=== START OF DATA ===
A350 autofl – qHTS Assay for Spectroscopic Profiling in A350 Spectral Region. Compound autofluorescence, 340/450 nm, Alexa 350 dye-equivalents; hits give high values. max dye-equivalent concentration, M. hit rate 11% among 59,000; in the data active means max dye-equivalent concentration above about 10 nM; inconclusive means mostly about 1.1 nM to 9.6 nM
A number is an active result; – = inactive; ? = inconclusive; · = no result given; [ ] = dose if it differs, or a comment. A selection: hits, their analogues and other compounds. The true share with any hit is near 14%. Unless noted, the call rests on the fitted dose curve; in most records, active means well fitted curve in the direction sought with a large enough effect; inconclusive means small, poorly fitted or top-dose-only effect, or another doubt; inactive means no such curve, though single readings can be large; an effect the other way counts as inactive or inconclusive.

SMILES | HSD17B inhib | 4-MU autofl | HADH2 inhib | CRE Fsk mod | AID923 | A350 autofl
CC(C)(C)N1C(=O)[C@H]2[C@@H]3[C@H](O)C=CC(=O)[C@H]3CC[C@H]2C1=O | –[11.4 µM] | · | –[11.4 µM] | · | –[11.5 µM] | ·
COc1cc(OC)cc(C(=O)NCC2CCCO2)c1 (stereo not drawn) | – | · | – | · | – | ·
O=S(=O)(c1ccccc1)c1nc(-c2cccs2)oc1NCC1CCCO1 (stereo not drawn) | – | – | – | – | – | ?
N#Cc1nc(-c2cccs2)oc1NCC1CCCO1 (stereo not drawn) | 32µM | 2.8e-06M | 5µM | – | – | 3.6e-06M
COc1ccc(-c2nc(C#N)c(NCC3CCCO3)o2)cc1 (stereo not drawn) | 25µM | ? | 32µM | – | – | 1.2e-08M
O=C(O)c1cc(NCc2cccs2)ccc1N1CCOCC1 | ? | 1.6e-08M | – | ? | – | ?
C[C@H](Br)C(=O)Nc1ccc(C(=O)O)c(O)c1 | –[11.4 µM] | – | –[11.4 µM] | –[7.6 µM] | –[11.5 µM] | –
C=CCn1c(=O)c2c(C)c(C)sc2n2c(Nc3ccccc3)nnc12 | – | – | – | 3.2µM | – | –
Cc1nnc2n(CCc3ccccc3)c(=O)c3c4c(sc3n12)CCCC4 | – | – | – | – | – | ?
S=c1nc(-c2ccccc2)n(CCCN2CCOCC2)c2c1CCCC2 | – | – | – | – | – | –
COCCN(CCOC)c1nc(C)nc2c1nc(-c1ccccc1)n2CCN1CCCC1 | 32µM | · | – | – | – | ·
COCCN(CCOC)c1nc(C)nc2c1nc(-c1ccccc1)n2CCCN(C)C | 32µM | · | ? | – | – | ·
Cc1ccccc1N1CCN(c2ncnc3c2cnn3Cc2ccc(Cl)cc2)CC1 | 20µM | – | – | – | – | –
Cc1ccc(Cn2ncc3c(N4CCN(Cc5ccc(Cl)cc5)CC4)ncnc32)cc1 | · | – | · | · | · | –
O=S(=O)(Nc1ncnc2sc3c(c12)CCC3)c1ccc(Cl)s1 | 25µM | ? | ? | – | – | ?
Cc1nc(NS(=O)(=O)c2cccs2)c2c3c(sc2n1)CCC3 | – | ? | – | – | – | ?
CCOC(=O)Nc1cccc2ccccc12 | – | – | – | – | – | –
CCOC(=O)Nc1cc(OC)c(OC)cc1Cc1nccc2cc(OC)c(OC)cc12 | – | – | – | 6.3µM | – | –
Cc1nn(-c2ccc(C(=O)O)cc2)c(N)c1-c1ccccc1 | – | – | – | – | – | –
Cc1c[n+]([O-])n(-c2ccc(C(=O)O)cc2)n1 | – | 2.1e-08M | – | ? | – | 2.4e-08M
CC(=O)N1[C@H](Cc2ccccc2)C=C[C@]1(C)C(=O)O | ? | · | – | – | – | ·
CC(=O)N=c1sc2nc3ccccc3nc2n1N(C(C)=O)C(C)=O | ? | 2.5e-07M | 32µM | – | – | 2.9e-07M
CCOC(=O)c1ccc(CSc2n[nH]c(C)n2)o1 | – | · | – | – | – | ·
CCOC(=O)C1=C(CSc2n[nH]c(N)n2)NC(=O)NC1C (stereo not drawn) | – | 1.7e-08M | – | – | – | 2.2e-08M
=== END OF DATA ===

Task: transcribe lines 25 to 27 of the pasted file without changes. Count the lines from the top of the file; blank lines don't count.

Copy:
CC(=O)N=c1sc2nc3ccccc3nc2n1N(C(C)=O)C(C)=O | ? | 2.5e-07M | 32µM | – | – | 2.9e-07M
CCOC(=O)c1ccc(CSc2n[nH]c(C)n2)o1 | – | · | – | – | – | ·
CCOC(=O)C1=C(CSc2n[nH]c(N)n2)NC(=O)NC1C (stereo not drawn) | – | 1.7e-08M | – | – | – | 2.2e-08M